2) Christ takes our place. We repent of our sins, confessing them to God.
By the act of bringing the offering to the sanctuary, the individual confessed himself a sinner, deserving the wrath of God, and signified his repentance and faith in Jesus Christ, whose blood would remove the guilt of the transgressor.—Ellen G. White, in Signs of the Times, July 15, 1880.
3) In the typical service, the sinner would lay his hands on the head of the sacrifice. Can we symbolically place our hands on the head of Christ?
4) In type, the animal was then sacrificed. In our Christian era, we believe that our sins ultimately led to the death of Jesus Christ the Lamb of God. (Isaiah 53:4-6; Romans 4:25; 1 Corinthians 15:3) It is very important to notice thatIsaiah 53:4 suggests that it was our sins that caused His punishment and not God. As we suggested earlier, the death of Christ was to teach us about the deadliness of sin. Was that the lesson they were supposed to learn from the ancient sanctuary services in the desert?
5) There was a difference in what happened next based on whether or not the sin was for the priest or congregation rather than for a ruler or common person. In the case of the priesthood or the congregation, the blood had to be carried inside the holy place and sprinkled on the altar of incense. In the case of an individual–ruler or common person–the blood was sprinkled on the horns of the altar of burnt offering. Then, the fat from the animal had to be burned on the altar of burnt offering. After burning the fat, if this offering was for a priest/congregation, the remainder of the animal had to be carried outside of the camp and burned. (Leviticus 4:12,21) If the offering was for the sin of a ruler or other individual, the priest was to eat a portion of the meat of the sin/purification offering. (Leviticus 6:25-30) In both cases, the sin was carried, in type, into the sanctuary.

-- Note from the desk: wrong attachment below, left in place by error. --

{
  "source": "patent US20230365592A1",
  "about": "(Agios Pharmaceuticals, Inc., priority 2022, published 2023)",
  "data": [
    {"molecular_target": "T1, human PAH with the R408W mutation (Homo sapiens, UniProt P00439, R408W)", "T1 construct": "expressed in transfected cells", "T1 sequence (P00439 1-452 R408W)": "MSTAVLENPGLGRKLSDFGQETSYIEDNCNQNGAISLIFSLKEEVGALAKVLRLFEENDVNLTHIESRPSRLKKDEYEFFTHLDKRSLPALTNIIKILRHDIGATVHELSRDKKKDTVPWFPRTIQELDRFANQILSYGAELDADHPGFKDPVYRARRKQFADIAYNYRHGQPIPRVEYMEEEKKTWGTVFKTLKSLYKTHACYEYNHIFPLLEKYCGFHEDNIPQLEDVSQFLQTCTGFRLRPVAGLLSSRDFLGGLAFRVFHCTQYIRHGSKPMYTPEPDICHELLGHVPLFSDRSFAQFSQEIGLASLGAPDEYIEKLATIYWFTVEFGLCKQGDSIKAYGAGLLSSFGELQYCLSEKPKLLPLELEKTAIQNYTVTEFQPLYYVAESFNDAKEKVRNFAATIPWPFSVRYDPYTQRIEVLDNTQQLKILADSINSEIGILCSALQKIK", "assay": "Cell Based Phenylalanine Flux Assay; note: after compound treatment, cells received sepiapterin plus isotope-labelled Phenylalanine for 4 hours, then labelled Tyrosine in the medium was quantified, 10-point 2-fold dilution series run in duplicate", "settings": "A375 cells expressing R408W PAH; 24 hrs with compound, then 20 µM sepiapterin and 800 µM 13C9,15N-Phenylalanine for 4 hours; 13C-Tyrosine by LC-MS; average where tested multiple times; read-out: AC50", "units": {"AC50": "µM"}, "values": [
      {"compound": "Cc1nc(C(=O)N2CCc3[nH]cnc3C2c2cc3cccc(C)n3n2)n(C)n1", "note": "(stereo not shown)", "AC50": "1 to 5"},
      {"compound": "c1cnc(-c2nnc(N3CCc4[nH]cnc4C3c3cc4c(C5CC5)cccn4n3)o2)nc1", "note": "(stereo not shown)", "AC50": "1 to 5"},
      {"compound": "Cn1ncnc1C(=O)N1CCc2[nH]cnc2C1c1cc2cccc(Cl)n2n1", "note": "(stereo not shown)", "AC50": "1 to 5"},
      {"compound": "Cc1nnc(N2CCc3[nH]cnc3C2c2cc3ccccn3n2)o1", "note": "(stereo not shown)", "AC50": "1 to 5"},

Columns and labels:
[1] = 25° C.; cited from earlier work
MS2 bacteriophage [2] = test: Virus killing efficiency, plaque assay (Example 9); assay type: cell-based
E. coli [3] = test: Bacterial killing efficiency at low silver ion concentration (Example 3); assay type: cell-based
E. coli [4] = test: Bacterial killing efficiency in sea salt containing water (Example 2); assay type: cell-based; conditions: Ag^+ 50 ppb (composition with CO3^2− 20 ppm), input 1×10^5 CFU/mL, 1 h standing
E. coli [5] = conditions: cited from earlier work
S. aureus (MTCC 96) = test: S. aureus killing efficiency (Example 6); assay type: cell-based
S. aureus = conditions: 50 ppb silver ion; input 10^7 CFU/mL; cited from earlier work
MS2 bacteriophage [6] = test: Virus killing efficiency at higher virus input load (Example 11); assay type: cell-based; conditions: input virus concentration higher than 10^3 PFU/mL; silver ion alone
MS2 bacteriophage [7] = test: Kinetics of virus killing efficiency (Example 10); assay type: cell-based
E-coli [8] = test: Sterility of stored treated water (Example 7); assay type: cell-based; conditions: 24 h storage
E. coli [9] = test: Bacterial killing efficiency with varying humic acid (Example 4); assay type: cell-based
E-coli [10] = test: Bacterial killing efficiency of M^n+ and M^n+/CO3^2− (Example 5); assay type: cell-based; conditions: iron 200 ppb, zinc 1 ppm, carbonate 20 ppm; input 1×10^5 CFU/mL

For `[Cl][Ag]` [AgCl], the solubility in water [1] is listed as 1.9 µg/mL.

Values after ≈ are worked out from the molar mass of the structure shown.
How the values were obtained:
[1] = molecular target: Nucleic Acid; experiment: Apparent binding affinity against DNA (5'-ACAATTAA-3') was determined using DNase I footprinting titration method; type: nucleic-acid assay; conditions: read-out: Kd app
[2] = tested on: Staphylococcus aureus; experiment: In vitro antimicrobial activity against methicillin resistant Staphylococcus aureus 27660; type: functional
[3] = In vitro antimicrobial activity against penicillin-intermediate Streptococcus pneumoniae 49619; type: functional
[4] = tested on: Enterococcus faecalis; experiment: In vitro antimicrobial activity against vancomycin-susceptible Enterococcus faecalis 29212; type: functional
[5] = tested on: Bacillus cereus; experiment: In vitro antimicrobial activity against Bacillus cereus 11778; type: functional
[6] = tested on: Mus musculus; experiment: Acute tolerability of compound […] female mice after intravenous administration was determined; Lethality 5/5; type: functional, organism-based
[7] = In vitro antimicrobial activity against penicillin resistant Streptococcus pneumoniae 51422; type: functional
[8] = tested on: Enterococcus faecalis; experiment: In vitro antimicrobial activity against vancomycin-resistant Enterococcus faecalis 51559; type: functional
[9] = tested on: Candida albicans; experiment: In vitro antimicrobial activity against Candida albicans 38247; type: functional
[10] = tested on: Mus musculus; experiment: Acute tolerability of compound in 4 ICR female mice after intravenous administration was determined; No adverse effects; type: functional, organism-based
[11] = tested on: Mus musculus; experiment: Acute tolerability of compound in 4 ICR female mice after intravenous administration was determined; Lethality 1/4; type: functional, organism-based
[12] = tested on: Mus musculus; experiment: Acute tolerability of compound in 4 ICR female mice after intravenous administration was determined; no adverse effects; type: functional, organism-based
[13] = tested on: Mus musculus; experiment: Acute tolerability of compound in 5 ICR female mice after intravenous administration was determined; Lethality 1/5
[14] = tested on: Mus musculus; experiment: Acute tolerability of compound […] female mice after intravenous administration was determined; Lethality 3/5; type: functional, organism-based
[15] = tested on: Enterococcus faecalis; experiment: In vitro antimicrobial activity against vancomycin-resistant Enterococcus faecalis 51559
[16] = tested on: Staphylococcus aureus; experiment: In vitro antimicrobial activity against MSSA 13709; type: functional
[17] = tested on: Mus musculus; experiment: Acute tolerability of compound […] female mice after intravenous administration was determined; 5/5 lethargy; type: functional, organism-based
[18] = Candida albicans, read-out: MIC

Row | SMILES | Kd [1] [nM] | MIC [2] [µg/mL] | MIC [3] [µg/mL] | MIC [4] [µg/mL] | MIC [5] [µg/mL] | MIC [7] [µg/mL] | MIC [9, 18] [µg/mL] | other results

We are not to be anxious about what Christ and God think of us, but about what God thinks of Christ, our Substitute. (Selected Messages, book 2, pp. 32,33)
© 2013, Kenneth Hart, MD, MA, MPH. Permission is hereby granted for any noncommercial use of these materials. Free distribution is encouraged. It is our goal to see them spread as widely and freely as possible. If you would like to use them for your class or even make copies of portions of them, feel free to do so. We always enjoy hearing about how you might be using the materials, and we might even want to share good ideas with others. So, let us know how you are using them. [email protected]
Last Modified: September 9, 2013
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Lesson 2: "Heaven" on Earth
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Lesson 4: Lessons From the Sanctuary
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Lesson 6: The Day of Atonement
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Lesson 7: Christ, Our Sacrifice
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Lesson 8: Christ, Our Priest
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Lesson 12: The Cosmic Conflict Over God's Character